The cover is what attracted me to this book – obviously I have a thing for bold colour, curly lettering and silhouetted profiles. Thankfully I enjoyed this book more than I did Little Bee!
What can I say? Kit Pearson is a naturally gifted children’s author, a factoid you already know if you’ve read her other works (my favourite is Awake and Dreaming!). While The Whole Truth was a little slow to pick up, the story was just as engrossing as any other Pearson novel. It centres around nine-year-old Polly and her older sister Maud. It is the early 1930’s and they are sent from their home in Winnipeg to live with their Grandmother on the fictional Kingfisher Island off the coast of Vancouver Island. All we know about them is that something strange happened to their father – did he die? Did he disappear? – and we don’t find out till about half way through the book, at which point details are slowly revealed.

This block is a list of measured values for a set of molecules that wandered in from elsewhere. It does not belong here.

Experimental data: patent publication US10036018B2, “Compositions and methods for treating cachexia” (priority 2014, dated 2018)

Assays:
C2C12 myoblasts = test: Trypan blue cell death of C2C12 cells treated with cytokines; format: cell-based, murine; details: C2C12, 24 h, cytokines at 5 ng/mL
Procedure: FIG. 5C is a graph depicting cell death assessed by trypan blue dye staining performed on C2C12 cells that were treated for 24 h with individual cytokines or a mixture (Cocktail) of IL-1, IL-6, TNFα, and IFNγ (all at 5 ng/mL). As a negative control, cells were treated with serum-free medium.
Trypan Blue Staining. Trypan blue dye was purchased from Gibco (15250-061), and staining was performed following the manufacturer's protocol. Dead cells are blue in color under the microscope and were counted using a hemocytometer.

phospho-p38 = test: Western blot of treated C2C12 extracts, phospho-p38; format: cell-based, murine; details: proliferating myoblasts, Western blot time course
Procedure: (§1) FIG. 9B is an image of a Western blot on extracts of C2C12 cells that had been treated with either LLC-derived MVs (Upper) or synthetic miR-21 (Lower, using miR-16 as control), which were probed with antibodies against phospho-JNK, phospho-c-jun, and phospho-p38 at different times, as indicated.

I found Polly a perfectly believable little girl, under extraordinary circumstances. The themes running through this mystery story centre around family bonding and loyalty. Polly is constantly challenged in her ability to trust those closest to her, and as we watch her grow up (the story ends when she’s nearing thirteen), we get to see the different ways she chooses to cope with it. Simply put, Polly is typical of her age and that is, I think, what makes this a great book for any adolescent girl.
The ending was a little too neat and had some loose ends, but all in all this is another simple and heartwarming story from a master of our generation.